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Commissioners Recommend Approval of Contested Apartment Complex

Following the Murrieta Planning Commission's approval of a 112-unit complex proposed for Murrieta Hot Springs Road, just east of Via Princesa, City Council will be tasked with the final decision.

This zoning map shows the location of the proposed complex. (City of Murrieta)
This zoning map shows the location of the proposed complex. (City of Murrieta)

Despite neighborhood traffic concerns, a developer’s plans to build a 112-unit apartment complex along Murrieta Hot Springs Road just east of Via Princesa are moving forward.

The Murrieta Planning Commission on Dec. 11 voted in favor of the 7.47-acre project proposed by Irvine-based Golden Eagle Multi-Family Properties, LLC.

Three of five commissioners—Ruthanne Taylor-Berger, Jeff Kirshberg and Steven DeGrave—were present during the meeting. They voted 3-0 to recommend the project for approval by Murrieta City Council.

Six-plus acres of the project area were already designated within the city’s General Plan for multi-family residential use. In order for the project to move forward, the developer requested a General Plan amendment as well as a zoning change for 1.05 acres that are zoned for parks and open space use.

The issue was not a new one for commissioners. In a previous meeting, they had heard from several residents of nearby neighborhoods who oppose the complex, mainly because they believe it will compound an existing traffic problem. The residents say there are already too many cars that pass through their neighborhood as a way to avoid the intersection at Winchester Road and Murrieta Hot Springs—an issue they first brought to the city through its Traffic Commission in 2005.

“Imagine a dam that is already leaking,” said resident Josh Bergere, during a previous meeting. “If you add just a little bit more water, the results can be catastrophic.”

Fred Moreno, who lives on Clearbrook Drive at a three-way stop with Branwin Street, called attention at the same meeting to a previous city traffic study that showed 4,700 car trips are made daily through the neighborhood.

“There have been days when I have actually had to play chicken to get out of my driveway,” Moreno said. “This has created a dangerous situation that will surely lead to a fatal accident if it persists.”

So commissioners had tabled their decision until a further traffic study was conducted by the developer. Those results were presented during the Dec. 11 meeting.

The traffic impact analysis revealed that the project would add approximately 149 car trips per day to those traveling north from Via Princesa to Clearbrook to reach Hunter Road at Winchester Road, Assistant City Planner Aaron Rintamaki wrote in a report prepared for commissioners. That would be about 3 percent of the 5,200 daily trips that already put the roadway segment at an unacceptable level of service, he wrote.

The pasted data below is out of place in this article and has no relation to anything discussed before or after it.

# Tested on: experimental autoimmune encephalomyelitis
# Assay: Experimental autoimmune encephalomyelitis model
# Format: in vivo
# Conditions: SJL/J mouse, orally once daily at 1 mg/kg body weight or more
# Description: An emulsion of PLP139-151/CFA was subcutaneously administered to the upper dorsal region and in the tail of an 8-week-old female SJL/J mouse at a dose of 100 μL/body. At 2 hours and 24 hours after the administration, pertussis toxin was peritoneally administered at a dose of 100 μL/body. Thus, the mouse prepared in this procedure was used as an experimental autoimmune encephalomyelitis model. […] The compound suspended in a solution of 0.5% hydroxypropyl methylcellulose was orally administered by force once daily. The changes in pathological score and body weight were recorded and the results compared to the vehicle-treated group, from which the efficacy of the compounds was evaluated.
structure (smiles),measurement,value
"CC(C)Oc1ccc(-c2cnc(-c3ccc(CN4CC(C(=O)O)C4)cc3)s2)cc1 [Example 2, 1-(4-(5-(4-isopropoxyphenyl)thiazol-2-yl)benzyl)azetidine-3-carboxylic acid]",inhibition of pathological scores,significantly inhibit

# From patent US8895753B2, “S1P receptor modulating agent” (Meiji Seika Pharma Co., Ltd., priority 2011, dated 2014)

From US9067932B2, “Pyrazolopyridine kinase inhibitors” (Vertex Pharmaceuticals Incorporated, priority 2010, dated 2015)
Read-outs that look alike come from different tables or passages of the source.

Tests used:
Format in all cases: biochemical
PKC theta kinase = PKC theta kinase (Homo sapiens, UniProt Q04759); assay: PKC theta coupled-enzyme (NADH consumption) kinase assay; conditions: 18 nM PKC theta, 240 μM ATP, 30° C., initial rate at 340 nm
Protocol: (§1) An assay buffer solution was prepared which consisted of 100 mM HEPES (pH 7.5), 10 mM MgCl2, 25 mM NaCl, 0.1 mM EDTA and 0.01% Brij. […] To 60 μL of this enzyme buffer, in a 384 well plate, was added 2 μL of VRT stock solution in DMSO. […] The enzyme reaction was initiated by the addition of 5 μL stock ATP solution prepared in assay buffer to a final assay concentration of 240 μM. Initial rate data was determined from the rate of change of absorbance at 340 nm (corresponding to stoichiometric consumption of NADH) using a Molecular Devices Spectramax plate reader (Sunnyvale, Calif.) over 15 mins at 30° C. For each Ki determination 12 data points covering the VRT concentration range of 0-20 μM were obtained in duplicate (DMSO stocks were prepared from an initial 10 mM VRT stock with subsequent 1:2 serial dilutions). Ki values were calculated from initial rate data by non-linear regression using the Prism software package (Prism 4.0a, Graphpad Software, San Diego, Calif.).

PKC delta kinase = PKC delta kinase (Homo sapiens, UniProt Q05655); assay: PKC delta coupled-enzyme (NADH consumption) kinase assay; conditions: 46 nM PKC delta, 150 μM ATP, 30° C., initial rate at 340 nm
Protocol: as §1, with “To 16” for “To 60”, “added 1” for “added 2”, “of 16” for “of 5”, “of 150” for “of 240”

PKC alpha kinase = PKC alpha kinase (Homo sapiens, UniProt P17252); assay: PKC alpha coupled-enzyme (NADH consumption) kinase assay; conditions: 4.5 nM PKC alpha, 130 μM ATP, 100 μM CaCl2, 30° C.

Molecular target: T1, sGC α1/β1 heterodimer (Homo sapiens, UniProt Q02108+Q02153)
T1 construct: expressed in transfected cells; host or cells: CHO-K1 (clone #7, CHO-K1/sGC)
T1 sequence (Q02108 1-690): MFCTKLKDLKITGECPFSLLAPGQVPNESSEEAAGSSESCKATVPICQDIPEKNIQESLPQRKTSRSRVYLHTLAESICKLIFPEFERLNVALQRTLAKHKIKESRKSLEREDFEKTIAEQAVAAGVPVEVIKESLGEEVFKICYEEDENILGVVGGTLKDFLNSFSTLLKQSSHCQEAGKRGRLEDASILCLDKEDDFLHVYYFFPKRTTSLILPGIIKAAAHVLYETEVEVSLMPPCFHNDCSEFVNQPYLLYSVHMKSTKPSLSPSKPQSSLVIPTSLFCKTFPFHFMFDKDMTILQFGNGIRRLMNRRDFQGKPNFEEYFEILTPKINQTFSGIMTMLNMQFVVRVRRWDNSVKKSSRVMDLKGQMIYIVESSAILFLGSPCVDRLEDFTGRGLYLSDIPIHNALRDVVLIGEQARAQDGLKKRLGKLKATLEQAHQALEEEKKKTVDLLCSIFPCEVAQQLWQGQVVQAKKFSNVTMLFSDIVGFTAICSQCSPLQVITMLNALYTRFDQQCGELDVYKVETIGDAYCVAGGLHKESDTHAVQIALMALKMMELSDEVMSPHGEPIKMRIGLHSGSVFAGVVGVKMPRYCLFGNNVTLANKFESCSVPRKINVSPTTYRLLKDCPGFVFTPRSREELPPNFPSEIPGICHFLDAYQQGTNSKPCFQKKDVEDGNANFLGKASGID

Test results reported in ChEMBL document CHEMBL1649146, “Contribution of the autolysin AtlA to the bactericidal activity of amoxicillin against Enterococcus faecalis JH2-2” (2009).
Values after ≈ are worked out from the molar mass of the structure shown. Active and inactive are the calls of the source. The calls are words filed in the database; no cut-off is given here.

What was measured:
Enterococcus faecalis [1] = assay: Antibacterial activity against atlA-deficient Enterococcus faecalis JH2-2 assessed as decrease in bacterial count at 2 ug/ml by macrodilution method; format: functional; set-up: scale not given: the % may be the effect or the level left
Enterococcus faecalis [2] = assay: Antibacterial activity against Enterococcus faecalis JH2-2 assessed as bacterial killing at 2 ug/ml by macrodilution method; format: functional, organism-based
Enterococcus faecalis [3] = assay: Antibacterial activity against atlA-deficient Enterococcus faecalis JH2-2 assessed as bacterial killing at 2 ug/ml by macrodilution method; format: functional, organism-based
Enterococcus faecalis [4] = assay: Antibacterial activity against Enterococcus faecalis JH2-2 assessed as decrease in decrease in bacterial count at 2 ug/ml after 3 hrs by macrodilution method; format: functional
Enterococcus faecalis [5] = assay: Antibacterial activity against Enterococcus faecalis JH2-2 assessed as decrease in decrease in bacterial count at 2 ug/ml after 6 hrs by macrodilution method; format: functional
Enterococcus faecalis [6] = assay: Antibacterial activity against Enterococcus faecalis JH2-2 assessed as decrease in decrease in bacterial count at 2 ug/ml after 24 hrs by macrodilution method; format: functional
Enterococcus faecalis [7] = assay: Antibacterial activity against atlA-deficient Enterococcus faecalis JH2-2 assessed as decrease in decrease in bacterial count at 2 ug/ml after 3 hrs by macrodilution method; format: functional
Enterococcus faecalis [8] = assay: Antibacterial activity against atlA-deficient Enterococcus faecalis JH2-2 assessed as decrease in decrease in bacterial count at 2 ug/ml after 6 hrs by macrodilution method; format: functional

“The incremental increase is not considered a significant increase under CEQA [California Environmental Quality Act], and since the level of service is not expected to decrease to an unacceptable level, it was determined that the project will not cause a significant impact on this segment,” Rintamaki wrote.

He noted that planned improvements such as the widening of Murrieta Hot Springs Road between Margarita Road and Winchester Road are imminent in an effort to improve traffic flow in that section of town.

The developer has conceded to limit complex access from Clearbrook to emergency vehicles only, and will be charged with improving the intersection at Murrieta Hot Springs and Via Princesa to allow those exiting the complex to make u-turns.

As commissioners cast their votes, they took time to explain their decision-making process to concerned residents in attendance.

“Our charge is making sure it fits within the confines of the General Plan,” said Commissioner Steven DeGrave.

Commission Vice Chair Ruthanne Taylor-Berger said it was a difficult call to make, but that as a commissioner she has a certain box she is allowed to work in.

“I have got to look at the project based on a set of facts to analyze; we are here looking at the project to see if it meets the environmental guidelines,” Taylor-Berger said. “The applicant impacts are minuscule compared to the problem you are perceiving and talking about.”

Commissioner Jeff Kirshberg commended the residents for speaking up, and encouraged them to continue taking up the traffic matter with the appropriate city officials such as when it goes before City Council.

“But to put it all one developer, that is not fair,” Kirshberg said.

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Mike December 17, 2013 at 01:46 PM
Lets get more cars on MHS!
Janise December 18, 2013 at 12:12 PM
What a headache. Come on Murrieta, at least finish building sidewalks on MHS and Via Princessa for your pedestrians and a legitimate bus stop structure before moving on to something like this. There's a dangerous narrow dirt path along MHS, I never drive the right lane, for pedestrian safety. Hope the new apartments include side walks for pedestrians.
TSManning December 20, 2013 at 01:31 PM
"Sure there are problems but at this point its a lost cause to attempt a persistent effort to correct problems, therefore I give in and give up any chance of every solving any future problems as a result." And as a result of this lazy incubnent attitude the mood is set ... let's forget about what's next and think about as far ahead as one eye can see... Very dissapointed! Voters will remember this . I shall remind them if needed.

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